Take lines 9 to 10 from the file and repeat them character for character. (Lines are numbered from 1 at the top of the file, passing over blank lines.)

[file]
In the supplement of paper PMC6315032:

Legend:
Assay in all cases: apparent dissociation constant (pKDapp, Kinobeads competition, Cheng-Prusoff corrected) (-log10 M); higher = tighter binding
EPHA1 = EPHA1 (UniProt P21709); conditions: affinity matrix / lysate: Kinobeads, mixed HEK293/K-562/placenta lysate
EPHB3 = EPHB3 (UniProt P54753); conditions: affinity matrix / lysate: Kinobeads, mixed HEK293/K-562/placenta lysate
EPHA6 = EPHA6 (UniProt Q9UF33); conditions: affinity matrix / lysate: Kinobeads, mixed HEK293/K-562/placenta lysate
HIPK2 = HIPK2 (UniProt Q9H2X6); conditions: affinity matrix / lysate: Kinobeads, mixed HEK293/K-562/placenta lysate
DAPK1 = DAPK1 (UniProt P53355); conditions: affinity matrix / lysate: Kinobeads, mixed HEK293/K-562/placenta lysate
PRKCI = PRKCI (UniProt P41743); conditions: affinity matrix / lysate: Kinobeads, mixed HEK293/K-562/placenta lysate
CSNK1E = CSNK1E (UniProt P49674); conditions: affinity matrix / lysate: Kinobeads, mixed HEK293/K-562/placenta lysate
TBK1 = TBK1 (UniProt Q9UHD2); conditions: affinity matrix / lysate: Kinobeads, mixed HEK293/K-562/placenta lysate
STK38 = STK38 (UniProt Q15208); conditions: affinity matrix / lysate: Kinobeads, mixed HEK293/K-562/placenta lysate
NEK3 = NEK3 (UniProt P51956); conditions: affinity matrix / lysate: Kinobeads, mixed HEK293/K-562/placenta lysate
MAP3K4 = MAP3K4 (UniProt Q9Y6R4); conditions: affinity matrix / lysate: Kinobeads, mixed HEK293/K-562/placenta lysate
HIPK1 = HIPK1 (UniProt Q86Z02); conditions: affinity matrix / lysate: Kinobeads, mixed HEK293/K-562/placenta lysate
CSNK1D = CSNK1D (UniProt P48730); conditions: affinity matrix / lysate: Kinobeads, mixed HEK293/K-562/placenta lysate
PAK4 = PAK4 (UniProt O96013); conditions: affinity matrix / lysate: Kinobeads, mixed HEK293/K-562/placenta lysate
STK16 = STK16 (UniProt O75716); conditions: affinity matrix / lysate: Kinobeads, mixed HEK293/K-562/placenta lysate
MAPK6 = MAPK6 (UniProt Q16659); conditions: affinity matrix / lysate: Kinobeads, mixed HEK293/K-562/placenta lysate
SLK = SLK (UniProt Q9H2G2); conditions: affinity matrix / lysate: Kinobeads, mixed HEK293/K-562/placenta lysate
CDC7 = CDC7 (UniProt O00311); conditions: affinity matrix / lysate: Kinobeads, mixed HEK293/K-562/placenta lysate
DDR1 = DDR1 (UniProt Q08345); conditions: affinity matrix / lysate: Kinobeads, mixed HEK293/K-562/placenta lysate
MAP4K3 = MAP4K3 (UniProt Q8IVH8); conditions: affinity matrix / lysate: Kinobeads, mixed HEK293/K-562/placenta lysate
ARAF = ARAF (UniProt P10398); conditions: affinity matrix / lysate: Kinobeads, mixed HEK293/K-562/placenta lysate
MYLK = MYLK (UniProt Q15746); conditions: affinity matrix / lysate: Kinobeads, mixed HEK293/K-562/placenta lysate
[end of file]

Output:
PRKCI = PRKCI (UniProt P41743); conditions: affinity matrix / lysate: Kinobeads, mixed HEK293/K-562/placenta lysate
CSNK1E = CSNK1E (UniProt P49674); conditions: affinity matrix / lysate: Kinobeads, mixed HEK293/K-562/placenta lysate